I fished with my dad once in Campbell River, B.C. (home waters for Roderick Haig-Brown).
We caught some salmon, I did a story about ugly Americans who fished their provincial season limits, then canned the salmon and sent it home with friends and fished some more, inviting additional friends up.
One afternoon, the camp host dropped by in a golf cart with a couple of trash cans he’d just picked up at the cleaning station.
“Come with me,” he said.
We rode to the beach at low tide and in the exposed gravel of a small bay, he took us down to the center at low tide.
Around us, like football fans in the bleachers, were several dozen bald eagles (yes, dozens) perched on driftwood, drooling at the thought of the pending touchdown.
The host emptied the cans of fish guts and carcasses and we drove up the slope to watch as the eagles descended on the remains of the day.
Feathers flew, squawking crescendo-ed and within minutes, white heads and tails ran as red as the Canadian maple leaf flag.
“There you go, yank!” my host declared with a guffaw or two. “There’s your national symbol.”
Benjamin Franklin seemed to agree, although he is often wrongfully credited with favoring the wild turkey as a symbol for his fledgling nation.
What he really wrote: (The) “Bald Eagle…is a Bird of bad moral Character. He does not get his Living honestly…[he] is too lazy to fish for himself.”
The turkey, he said, is “a much more respectable Bird, and withal a true original Native of America…He is besides, though a little vain & silly, a Bird of Courage.”
To its credit, a wild turkey tom also displays in red, white and blue colors. Fortunately, of course, while acting vain and silly in front of hunters.
I can’t argue with Franklin.
Eagles are, indeed, scavengers and thieves (ask an osprey).
However, they’re also deft, sly, skillful, tenacious and very, very successful hunters on their own.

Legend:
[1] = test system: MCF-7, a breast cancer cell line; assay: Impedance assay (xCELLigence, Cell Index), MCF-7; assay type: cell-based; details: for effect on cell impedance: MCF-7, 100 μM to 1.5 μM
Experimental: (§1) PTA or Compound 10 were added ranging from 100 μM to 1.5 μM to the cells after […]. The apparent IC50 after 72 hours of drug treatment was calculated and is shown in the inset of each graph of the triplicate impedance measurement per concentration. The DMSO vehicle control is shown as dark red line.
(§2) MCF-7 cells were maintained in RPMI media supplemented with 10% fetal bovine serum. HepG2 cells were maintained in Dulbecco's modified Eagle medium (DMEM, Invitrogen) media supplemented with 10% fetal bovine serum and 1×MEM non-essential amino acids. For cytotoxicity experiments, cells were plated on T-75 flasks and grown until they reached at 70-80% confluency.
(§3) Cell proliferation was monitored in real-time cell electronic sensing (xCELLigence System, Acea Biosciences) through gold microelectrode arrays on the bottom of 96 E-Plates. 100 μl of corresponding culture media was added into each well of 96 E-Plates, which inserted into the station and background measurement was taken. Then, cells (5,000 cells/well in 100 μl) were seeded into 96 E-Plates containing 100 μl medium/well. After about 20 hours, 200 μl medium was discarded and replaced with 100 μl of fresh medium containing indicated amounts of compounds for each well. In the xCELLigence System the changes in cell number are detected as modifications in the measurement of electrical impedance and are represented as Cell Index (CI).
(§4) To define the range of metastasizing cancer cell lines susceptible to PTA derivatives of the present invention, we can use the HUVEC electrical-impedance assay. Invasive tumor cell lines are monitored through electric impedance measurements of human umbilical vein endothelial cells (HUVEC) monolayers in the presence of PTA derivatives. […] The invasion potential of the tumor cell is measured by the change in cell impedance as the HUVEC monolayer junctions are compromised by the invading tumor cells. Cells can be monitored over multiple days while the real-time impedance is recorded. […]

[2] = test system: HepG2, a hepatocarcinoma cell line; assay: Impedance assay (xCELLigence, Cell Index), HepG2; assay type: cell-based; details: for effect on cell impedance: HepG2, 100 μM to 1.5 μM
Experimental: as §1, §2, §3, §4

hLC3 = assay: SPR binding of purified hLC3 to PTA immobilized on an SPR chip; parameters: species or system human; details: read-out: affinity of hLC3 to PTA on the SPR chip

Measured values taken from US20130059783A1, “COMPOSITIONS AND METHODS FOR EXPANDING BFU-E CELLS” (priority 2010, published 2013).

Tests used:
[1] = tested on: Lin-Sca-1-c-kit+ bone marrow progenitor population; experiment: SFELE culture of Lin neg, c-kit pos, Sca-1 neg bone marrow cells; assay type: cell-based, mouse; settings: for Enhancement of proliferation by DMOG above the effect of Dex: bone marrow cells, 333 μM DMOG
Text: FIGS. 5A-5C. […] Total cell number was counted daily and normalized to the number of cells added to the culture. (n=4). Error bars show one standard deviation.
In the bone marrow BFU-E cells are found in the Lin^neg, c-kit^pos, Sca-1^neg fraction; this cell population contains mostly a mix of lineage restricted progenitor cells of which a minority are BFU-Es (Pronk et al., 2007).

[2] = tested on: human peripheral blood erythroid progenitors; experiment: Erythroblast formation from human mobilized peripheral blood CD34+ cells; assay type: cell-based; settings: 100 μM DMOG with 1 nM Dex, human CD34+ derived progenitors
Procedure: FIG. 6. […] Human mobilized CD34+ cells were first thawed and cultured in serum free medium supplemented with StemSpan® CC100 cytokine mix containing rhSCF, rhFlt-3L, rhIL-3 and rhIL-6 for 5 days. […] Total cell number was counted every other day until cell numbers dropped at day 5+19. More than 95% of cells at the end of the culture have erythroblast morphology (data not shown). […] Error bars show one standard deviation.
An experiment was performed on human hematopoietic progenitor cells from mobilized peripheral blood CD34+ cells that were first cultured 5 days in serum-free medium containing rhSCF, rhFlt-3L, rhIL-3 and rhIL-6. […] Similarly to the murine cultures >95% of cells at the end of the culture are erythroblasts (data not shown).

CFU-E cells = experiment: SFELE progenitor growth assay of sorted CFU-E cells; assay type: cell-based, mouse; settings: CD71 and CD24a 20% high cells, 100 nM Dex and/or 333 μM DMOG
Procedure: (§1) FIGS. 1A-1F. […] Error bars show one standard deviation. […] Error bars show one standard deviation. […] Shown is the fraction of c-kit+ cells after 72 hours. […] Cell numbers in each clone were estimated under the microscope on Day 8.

Sounds pretty American, doesn’t it?
Social media lit up recently with videos of eagles struggling in the water after snaring a fish too big to fly with.
My brother and I once fished from a ship (with small fishing boats moored alongside) anchored off Work Channel, also in British Columbia.
One day we were trying for halibut a ways up the channel, but could only catch true cod, which bloated with air as they were brought to the surface. We let them go (before the days of release devices) and hoped they could recover as they floated away.
Suddenly, seconds after releasing one, a bald eagle swooped so close between us we could feel the wind from its wings.
It latched on to the floating cod, but couldn’t get airborne, so struggled across the water, paddling until, exhausted, it finally reached the rocks and stopped to catch its breath.
…And an otter ran out of the forest, grabbed the cod and took off.
Most of us have stories about watching eagles steal fish from ospreys, many from Cascade lakes and even some along the Willamette and other rivers.
Jack Hart, a Pulitzer-winning editor at The Oregonian, hosted me once off Point Defiance near Tacoma, Wash.
We were treated to the sight of a bald eagle circling a hapless coot, caught in a rip tide far from land.
Every time the eagle got close, the coot dove.
This kept up for several passes and then we watched as a second eagle came in low from the point, where it had been watching.
After the first eagle made its usual pass, the coot dove, and as usual, came up for air.
Just as the second eagle arrived out of the sun and snared it.
Both birds flew back to the point for lunch, or perhaps to tend their chick.
I’m pretty sure Benjamin Franklin would like to have seen that kind of cooperation today in the political world he helped create.